Trip Report – Algonquin Western Uplands Trail

I just returned from my first backpacking trip – 3 days and 2 nights on the Western Uplands trail at Algonquin Park. The trail has three different length loops, ranging from 32 to 88 km. We did what’s known as “the first loop” – the 32 km option, with an extra 6k thrown in.

To get to Algonquin we took the Parkbus – a terrific initiative that takes city-goers in Toronto and Ottawa to several park locations, including Algonquin, Bruce Peninsula, Killarney, and the Georgian Islands. We caught the bus at 7:00 am right at a nearby subway station (York Mills) and after picking up some more passengers in the city we were off. The bus makes several different stops in Algonquin, for the Western Uplands trail you will need to get off at the West Gate stop. This is where you need to pick up your backcountry camping permits.

Earlier in the week I had phoned and asked if there was potable water at West Gate and the lady assured me that there was no problem with asking the staff in the office to fill up our water bottles and bladders. Wrong. The staff made a big deal about it but in the end my husband was able to talk them into helping us out. The sinks in the washroom are very shallow and you need to keep one hand pushing down on the faucet to get water so that would have been a nightmare if we had to use those.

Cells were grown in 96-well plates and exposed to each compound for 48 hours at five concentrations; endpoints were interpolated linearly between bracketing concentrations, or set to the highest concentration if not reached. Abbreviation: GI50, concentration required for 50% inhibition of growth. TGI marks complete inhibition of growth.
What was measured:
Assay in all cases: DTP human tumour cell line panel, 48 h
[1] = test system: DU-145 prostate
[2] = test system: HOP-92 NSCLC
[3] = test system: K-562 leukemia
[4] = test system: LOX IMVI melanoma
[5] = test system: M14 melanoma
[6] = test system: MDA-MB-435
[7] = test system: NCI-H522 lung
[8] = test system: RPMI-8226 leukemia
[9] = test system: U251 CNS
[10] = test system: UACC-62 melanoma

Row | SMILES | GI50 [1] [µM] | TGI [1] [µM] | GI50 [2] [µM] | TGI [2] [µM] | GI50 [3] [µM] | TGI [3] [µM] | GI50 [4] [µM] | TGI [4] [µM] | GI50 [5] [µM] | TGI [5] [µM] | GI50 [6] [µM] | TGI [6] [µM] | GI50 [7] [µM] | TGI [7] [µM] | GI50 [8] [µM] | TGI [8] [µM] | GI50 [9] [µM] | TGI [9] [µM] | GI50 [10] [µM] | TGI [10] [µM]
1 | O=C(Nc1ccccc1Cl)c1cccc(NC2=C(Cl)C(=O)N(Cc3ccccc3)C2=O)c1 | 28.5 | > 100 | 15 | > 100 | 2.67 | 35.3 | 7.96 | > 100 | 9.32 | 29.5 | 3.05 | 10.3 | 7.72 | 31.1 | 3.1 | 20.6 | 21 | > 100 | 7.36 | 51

We arrived at West Gate right on time at 11:00 am and after collecting our permits and filling up our water we were ready to hit the trail and leave West Gate at 12:00 pm.

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The trail head is actually 3 km down the highway from West Gate, and so the beginning of your journey looks like this:

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After not too long you finally arrive at the parking lot and trail head. There are outhouses here and water fountains, so we could have filled up our bottles here but ah well, live and learn.

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The first leg of the trail is 4.4 km. It starts out easy enough, but soon you are going up and down a lot of hills. There are a lot of tree roots and rocks on the trail and it is somewhat slow-going. We made it to Maple Leaf lake for a little break around 3:30 pm. There were quite a few people set up at Maple Leaf already. This photo of the camp site where we took our break is pretty indicative of what you’ll find on this trail. Fire pits with a surrounding bench, a place to pitch your tent, and a bit removed from the site a privy toilet. All in all, much better amenities than what I was expecting!

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We still had 6.6 km to go to where we were spending the first night – Maggie Lake. There was some more ups and downs and the trail was much of the same. Along the way you pass some neat rock formations like this:

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The first site we passed at Maggie was empty but didn’t offer much in the way of a view so even though we were really tired at that point we pressed on. There are sites all around the lake (15, not including the 2 canoe-in sites in the middle of the lake). Luckily the second site right off of the main trail was really great (and empty!). It was secluded and we had a ton of privacy, plus the camp site was HUGE. We arrived at the site around 5:45 pm and we were pretty wiped out.